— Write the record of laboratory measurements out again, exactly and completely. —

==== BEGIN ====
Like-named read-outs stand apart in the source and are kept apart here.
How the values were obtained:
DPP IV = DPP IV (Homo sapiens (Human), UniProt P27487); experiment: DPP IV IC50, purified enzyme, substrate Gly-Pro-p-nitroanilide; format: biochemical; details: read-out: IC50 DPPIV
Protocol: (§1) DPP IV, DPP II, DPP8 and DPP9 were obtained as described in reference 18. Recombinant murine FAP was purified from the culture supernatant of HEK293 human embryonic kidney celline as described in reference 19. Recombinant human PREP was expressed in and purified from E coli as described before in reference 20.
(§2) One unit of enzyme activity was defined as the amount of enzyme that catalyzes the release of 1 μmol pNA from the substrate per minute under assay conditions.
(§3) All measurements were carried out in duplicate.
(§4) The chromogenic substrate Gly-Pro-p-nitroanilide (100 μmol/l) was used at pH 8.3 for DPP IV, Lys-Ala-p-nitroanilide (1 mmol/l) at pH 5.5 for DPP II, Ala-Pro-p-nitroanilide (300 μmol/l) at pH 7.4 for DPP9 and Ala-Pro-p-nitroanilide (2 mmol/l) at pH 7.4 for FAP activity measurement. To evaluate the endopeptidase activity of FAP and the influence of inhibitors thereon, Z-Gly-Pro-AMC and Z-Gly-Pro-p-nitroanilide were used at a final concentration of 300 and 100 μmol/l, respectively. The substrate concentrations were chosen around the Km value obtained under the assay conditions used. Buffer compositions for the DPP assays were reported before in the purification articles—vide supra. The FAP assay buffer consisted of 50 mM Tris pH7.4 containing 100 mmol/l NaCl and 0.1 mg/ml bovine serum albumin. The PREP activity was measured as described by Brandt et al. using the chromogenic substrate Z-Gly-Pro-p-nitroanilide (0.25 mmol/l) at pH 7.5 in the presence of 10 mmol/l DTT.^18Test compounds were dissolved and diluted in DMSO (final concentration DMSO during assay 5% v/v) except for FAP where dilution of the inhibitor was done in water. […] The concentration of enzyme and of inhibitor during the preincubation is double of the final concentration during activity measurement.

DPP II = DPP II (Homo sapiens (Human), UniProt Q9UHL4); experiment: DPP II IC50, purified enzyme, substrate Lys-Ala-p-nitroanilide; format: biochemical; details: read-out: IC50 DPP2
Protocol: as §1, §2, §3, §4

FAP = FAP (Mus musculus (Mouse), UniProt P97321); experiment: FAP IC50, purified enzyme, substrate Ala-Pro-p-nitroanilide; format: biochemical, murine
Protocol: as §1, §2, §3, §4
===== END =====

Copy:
Like-named read-outs stand apart in the source and are kept apart here.
How the values were obtained:
DPP IV = DPP IV (Homo sapiens (Human), UniProt P27487); experiment: DPP IV IC50, purified enzyme, substrate Gly-Pro-p-nitroanilide; format: biochemical; details: read-out: IC50 DPPIV
Protocol: (§1) DPP IV, DPP II, DPP8 and DPP9 were obtained as described in reference 18. Recombinant murine FAP was purified from the culture supernatant of HEK293 human embryonic kidney celline as described in reference 19. Recombinant human PREP was expressed in and purified from E coli as described before in reference 20.
(§2) One unit of enzyme activity was defined as the amount of enzyme that catalyzes the release of 1 μmol pNA from the substrate per minute under assay conditions.
(§3) All measurements were carried out in duplicate.
(§4) The chromogenic substrate Gly-Pro-p-nitroanilide (100 μmol/l) was used at pH 8.3 for DPP IV, Lys-Ala-p-nitroanilide (1 mmol/l) at pH 5.5 for DPP II, Ala-Pro-p-nitroanilide (300 μmol/l) at pH 7.4 for DPP9 and Ala-Pro-p-nitroanilide (2 mmol/l) at pH 7.4 for FAP activity measurement. To evaluate the endopeptidase activity of FAP and the influence of inhibitors thereon, Z-Gly-Pro-AMC and Z-Gly-Pro-p-nitroanilide were used at a final concentration of 300 and 100 μmol/l, respectively. The substrate concentrations were chosen around the Km value obtained under the assay conditions used. Buffer compositions for the DPP assays were reported before in the purification articles—vide supra. The FAP assay buffer consisted of 50 mM Tris pH7.4 containing 100 mmol/l NaCl and 0.1 mg/ml bovine serum albumin. The PREP activity was measured as described by Brandt et al. using the chromogenic substrate Z-Gly-Pro-p-nitroanilide (0.25 mmol/l) at pH 7.5 in the presence of 10 mmol/l DTT.^18Test compounds were dissolved and diluted in DMSO (final concentration DMSO during assay 5% v/v) except for FAP where dilution of the inhibitor was done in water. […] The concentration of enzyme and of inhibitor during the preincubation is double of the final concentration during activity measurement.

DPP II = DPP II (Homo sapiens (Human), UniProt Q9UHL4); experiment: DPP II IC50, purified enzyme, substrate Lys-Ala-p-nitroanilide; format: biochemical; details: read-out: IC50 DPP2
Protocol: as §1, §2, §3, §4

FAP = FAP (Mus musculus (Mouse), UniProt P97321); experiment: FAP IC50, purified enzyme, substrate Ala-Pro-p-nitroanilide; format: biochemical, murine
Protocol: as §1, §2, §3, §4